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Nicaragua to repeal sodomy laws

Gay refugee still in danger, says lawyer

Nicaragua’s plans to decriminalize gay sex next year won’t make a Nicaraguan refugee claimant any safer if he’s deported from Canada, says his lawyer.

Nicaragua announced changes to its penal code on Nov 13 and the revised code — scheduled to come into effect in March of next year — contains no mention of homosexuality. Sodomy has been illegal in Nicaragua since 1982.

But El-Farouk Khaki, the lawyer representing Nicaraguan refugee Alvaro Orozco, says the change in law won’t make it any safer for his client, especially as the media there has covered his refugee claim in Canada.

“I think he would still be at risk if he went back to Nicaragua,” says Khaki. “Remember he’s been outed in Nicaragua. The reality is that many queer people around the world still get persecuted in countries where homosexuality is not necessarily illegal. You have to take a look at societal attitudes and the police.”

Orozco was supposed to be deported from Canada on Oct 4, after the Immigration and Refugee Board (IRB) ruled against him in a preremoval risk assessment (PRRA) in September. He was originally turned down for refugee status in October of last year when an IRB member didn’t believe he’s gay.

Orozco says he fled an abusive and homophobic father at age 12 and made it to the US, working in construction from the age of 14 until he decided to move to Canada five years later.

Khaki says his client is in hiding pending the outcome of several appeals. Khaki is appealing both the original IRB ruling and the PRRA ruling. He has also launched a direct appeal to the minister of immigration through the office of Toronto MP Olivia Chow.

Khaki says he’s a little surprised that despite the publicity surrounding the case, the federal government has been silent.

“It really is the first time the government has taken such a hands-off attitude,” he says. “It’s indicative of their attitude towards immigrants and especially homosexuals.”

Khaki says the change in Nicaraguan law is a step forward.

“The rescinding of the antisodomy laws of Nicaragua is on one level a good thing,” he says, “but there are still questions about the level of protection. As far as future potential it’s a good thing,”

Khaki says there is a danger that the change in law could make it harder for a gay Nicaraguan refugee facing persecution to be accepted in Canada.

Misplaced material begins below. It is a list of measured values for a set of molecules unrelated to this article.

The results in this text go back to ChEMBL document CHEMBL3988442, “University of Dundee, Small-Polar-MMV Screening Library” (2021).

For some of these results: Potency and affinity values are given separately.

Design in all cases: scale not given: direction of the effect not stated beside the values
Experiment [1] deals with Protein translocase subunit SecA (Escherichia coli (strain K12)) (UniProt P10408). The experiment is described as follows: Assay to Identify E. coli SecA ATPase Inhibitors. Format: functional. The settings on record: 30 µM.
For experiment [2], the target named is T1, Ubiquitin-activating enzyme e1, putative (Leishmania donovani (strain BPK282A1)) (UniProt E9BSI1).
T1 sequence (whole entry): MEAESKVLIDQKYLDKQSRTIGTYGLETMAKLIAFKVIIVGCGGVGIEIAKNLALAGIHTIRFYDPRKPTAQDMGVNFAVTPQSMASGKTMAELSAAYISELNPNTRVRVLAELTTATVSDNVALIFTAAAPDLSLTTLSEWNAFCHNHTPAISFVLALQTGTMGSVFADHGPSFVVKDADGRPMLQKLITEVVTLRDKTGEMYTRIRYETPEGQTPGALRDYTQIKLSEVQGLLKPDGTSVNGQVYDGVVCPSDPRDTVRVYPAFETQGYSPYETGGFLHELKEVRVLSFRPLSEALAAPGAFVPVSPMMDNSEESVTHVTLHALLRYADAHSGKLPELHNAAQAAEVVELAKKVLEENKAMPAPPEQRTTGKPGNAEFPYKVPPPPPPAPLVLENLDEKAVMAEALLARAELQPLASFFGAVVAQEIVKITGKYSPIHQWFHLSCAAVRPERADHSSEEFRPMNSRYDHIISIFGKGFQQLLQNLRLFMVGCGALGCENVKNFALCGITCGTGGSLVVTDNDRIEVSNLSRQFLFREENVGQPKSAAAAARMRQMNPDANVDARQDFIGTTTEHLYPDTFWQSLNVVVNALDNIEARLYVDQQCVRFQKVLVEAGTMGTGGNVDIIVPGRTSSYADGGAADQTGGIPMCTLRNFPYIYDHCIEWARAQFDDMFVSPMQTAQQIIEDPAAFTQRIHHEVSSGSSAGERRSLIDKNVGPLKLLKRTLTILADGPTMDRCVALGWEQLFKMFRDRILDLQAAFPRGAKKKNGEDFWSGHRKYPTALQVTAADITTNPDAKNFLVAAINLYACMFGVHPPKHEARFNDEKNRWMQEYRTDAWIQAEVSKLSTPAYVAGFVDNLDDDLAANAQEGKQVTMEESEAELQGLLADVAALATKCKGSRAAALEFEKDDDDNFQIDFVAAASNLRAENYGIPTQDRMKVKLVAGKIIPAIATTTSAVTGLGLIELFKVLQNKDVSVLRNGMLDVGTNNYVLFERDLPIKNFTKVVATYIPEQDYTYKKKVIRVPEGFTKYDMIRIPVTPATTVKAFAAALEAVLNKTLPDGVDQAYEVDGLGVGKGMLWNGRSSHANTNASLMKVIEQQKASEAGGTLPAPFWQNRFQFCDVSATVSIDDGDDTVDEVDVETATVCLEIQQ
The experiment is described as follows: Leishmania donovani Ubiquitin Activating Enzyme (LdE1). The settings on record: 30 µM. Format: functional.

“It’ll depend on the board member,” he says. “The refugee board could conceivably say this repeal is an indication of things getting better.”

Toronto immigration lawyer Robert Blanshay, a specialist in refugee law, says legislative changes are meaningless by themselves.

“So Nicaragua passed a law,” he says. “Big deal. Nicaragua’s a very strong Catholic country. There’s a very strong culture of machismo. Does a law mean that people in the country and small towns will be acting differently? Are the police actually arresting people who are beating up and harassing gay people? The rule of law is not simply passing legislation and making speeches.”

Blanshay says refugee cases will come down to the claimant’s lawyer.

“It’s incumbent on the counsel to provide documentary evidence about what’s actually going on on the ground,” he says. “A good counsel will have to take the head of the judge and shove it into the mass of evidence.”

Marcelo Ernesto Ferreyra, the coordinator of the International Gay and Lesbian Human Rights Commission’s Latin American and Caribbean office, says the anti-sodomy law wasn’t strictly enforced. But he says the change in Nicaragua will send a positive message.

“There has not been an application of the law that has been clear. It was a kind of moral proclamation,” he says from his Buenos Aires office. “It was an example for society as to how they should think about homosexuality and about homosexual activism as well. From March, activists will have the opportunity to do much stronger work related to HIV and AIDS activism for example.”

Khaki agrees that the repeal of the law could make it somewhat easier for queers in Nicaragua to become more open.

“Antisodomy laws are usually used as a means of marginalizing the gay and lesbian population.”

But Ferreyra says while things are better in Nicaragua than in some other countries in the region he agrees with Khaki that there could still be strong homophobic attitudes in the country.

“There is a strong participation of the Catholic Church in the general political process,” he says.

Ferreyra adds that while there haven’t been many hate crimes reported in Nicaragua it doesn’t mean they don’t exist. He says that with the repeal of the antisodomy law more attention may be paid to such violent crimes.

“We think maybe they could be hidden,” he says. “With the law activists didn’t have their focus on keeping track of hate crimes. Maybe after the repeal of the law they can focus more on hate crimes.”